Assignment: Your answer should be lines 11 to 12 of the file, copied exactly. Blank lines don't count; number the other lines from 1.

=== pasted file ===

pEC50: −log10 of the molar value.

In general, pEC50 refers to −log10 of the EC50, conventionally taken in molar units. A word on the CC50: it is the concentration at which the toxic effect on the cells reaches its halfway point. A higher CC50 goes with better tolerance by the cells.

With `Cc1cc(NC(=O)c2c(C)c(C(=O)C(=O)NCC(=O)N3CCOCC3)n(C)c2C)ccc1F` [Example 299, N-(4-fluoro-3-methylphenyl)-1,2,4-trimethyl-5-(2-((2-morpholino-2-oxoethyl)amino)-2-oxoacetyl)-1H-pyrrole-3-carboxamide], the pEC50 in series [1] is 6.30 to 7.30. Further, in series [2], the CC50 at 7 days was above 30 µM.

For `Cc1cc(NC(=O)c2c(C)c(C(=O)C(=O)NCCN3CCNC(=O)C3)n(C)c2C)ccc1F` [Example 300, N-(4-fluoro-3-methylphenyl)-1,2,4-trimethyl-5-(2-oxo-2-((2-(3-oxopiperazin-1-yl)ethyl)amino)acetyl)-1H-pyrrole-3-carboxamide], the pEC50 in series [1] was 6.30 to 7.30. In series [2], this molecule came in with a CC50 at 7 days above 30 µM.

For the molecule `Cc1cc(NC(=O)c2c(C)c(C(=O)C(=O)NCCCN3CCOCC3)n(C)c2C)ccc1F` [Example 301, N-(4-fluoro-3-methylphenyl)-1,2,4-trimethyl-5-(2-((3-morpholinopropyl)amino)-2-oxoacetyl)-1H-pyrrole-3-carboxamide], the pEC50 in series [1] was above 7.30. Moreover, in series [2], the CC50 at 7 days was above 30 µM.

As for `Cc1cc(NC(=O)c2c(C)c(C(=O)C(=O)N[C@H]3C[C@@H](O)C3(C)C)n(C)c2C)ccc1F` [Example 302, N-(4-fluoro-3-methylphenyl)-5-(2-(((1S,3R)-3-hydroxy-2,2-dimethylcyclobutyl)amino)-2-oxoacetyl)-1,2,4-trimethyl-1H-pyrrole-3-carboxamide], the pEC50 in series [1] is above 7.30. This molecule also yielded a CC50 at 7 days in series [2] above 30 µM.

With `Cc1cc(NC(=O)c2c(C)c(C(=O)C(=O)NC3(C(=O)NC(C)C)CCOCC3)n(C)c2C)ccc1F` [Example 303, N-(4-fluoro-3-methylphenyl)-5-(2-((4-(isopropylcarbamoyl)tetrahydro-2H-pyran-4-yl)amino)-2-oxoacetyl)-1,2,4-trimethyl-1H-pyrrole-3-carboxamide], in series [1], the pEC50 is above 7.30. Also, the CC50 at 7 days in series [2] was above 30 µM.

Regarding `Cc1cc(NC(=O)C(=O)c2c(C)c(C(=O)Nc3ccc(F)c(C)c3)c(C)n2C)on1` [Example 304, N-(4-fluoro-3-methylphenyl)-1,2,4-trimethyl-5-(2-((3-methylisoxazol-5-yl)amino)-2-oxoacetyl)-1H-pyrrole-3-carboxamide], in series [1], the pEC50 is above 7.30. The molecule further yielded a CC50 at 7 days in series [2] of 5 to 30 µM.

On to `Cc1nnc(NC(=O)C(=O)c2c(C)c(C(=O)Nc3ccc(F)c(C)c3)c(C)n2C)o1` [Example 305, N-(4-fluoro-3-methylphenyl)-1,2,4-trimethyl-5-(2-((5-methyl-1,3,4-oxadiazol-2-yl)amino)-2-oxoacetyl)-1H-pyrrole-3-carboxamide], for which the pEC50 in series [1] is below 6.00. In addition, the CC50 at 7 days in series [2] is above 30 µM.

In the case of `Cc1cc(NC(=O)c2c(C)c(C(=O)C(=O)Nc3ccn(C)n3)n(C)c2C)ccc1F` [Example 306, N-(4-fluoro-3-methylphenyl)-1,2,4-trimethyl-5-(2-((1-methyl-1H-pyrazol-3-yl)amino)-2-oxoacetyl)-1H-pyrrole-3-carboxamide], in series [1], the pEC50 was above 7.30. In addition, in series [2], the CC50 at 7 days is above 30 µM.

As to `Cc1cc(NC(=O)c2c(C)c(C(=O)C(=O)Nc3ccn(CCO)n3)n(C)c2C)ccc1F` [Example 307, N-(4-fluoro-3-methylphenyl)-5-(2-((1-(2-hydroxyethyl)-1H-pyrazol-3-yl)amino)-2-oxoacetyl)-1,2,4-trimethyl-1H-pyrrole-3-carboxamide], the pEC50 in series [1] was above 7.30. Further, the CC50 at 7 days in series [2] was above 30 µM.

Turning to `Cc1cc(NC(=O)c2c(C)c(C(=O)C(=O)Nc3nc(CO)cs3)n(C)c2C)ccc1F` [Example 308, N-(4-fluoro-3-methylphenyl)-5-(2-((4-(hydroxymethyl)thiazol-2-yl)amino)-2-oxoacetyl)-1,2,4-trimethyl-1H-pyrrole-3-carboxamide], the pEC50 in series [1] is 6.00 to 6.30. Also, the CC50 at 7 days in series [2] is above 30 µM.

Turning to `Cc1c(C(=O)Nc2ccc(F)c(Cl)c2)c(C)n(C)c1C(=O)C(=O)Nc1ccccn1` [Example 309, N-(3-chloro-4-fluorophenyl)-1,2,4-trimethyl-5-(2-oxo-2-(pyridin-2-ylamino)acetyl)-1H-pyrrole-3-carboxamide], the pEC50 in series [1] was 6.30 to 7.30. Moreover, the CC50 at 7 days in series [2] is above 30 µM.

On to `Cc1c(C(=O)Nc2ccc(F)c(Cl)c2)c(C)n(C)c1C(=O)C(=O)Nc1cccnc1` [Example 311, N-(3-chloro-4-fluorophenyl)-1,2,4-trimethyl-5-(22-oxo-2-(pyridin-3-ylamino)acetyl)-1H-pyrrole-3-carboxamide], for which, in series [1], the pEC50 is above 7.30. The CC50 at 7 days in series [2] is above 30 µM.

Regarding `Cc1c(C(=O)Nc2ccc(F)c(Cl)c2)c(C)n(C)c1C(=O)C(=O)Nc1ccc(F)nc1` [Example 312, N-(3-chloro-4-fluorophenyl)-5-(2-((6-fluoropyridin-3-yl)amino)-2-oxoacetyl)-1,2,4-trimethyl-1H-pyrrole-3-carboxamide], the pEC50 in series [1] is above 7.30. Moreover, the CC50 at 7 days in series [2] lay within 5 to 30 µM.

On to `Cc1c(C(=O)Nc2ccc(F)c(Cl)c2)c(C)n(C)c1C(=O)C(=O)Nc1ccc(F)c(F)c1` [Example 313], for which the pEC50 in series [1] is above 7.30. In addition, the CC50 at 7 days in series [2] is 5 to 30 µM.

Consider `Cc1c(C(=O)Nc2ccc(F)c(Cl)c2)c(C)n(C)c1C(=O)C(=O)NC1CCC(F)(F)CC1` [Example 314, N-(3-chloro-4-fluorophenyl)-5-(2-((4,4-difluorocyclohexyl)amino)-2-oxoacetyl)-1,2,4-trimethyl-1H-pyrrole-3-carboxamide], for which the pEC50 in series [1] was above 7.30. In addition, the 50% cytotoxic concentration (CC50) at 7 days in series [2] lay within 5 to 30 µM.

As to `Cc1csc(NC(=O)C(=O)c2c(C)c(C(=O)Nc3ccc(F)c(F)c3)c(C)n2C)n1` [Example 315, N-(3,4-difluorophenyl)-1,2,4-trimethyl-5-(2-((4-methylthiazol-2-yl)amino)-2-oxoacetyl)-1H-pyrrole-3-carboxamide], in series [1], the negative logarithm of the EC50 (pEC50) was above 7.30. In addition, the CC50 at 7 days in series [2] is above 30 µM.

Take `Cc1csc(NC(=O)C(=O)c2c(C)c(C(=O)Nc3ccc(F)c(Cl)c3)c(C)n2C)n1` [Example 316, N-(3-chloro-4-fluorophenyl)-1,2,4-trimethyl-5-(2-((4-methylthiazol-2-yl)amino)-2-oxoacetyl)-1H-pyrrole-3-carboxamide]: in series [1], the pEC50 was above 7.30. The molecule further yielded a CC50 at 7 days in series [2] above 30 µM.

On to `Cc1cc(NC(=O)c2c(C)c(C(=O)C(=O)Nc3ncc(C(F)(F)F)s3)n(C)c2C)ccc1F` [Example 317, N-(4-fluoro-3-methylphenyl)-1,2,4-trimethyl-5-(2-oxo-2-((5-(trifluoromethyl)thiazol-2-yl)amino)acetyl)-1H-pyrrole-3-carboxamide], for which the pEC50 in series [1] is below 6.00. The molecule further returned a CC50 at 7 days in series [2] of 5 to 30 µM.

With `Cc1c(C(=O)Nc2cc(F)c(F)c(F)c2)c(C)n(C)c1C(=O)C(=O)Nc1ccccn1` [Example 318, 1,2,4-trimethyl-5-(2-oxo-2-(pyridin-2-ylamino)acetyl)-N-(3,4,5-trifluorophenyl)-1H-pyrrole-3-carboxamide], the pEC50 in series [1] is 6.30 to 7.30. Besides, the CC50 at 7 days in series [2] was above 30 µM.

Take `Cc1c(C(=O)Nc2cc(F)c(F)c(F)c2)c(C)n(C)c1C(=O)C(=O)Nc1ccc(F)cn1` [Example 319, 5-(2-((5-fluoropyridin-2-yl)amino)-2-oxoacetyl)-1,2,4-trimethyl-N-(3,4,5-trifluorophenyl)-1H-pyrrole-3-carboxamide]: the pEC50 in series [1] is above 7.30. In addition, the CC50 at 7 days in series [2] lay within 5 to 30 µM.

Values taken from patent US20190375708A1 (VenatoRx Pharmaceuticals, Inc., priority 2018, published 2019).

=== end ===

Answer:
As to `Cc1cc(NC(=O)c2c(C)c(C(=O)C(=O)Nc3ccn(CCO)n3)n(C)c2C)ccc1F` [Example 307, N-(4-fluoro-3-methylphenyl)-5-(2-((1-(2-hydroxyethyl)-1H-pyrazol-3-yl)amino)-2-oxoacetyl)-1,2,4-trimethyl-1H-pyrrole-3-carboxamide], the pEC50 in series [1] was above 7.30. Further, the CC50 at 7 days in series [2] was above 30 µM.

Turning to `Cc1cc(NC(=O)c2c(C)c(C(=O)C(=O)Nc3nc(CO)cs3)n(C)c2C)ccc1F` [Example 308, N-(4-fluoro-3-methylphenyl)-5-(2-((4-(hydroxymethyl)thiazol-2-yl)amino)-2-oxoacetyl)-1,2,4-trimethyl-1H-pyrrole-3-carboxamide], the pEC50 in series [1] is 6.00 to 6.30. Also, the CC50 at 7 days in series [2] is above 30 µM.